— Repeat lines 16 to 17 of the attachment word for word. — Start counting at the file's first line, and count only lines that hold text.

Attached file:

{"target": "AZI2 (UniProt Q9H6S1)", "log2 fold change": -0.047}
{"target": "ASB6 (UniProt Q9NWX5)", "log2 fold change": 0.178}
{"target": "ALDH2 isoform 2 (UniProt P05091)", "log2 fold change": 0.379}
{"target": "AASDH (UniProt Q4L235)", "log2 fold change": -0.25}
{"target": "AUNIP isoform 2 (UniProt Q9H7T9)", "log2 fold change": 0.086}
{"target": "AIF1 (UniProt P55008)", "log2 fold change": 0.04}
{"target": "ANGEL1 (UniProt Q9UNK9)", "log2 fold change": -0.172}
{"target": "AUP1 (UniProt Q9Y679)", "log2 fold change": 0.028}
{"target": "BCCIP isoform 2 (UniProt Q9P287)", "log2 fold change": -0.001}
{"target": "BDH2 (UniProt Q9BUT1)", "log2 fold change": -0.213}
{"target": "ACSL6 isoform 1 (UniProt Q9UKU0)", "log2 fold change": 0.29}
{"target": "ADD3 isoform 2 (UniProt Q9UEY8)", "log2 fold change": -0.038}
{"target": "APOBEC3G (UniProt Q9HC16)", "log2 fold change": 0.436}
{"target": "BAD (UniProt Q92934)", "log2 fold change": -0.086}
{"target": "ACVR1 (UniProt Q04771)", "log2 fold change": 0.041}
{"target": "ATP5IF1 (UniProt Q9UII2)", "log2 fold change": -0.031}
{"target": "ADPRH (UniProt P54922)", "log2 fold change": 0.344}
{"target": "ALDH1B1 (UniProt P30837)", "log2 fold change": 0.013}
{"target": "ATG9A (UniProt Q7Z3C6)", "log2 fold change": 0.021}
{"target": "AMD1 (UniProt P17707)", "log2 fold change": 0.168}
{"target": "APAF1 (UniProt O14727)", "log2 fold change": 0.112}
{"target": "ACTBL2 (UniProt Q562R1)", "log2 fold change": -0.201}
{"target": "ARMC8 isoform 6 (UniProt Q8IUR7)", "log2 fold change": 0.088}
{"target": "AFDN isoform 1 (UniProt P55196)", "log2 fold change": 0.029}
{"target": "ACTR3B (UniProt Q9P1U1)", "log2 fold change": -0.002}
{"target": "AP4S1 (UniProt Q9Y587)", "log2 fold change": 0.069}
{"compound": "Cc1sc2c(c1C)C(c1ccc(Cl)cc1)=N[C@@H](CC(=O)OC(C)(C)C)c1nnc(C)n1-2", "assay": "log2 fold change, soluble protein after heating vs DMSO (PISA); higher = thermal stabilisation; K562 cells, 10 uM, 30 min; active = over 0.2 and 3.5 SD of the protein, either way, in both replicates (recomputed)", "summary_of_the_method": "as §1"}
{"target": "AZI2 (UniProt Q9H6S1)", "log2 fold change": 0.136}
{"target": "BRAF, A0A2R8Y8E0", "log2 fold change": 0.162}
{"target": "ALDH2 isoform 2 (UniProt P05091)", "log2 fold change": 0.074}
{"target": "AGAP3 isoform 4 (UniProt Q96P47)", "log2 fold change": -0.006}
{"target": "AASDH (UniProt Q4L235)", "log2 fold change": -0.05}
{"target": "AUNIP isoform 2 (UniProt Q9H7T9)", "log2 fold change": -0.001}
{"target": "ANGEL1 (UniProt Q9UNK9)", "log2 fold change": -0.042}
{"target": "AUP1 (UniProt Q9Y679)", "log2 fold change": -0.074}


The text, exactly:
{"target": "ATP5IF1 (UniProt Q9UII2)", "log2 fold change": -0.031}
{"target": "ADPRH (UniProt P54922)", "log2 fold change": 0.344}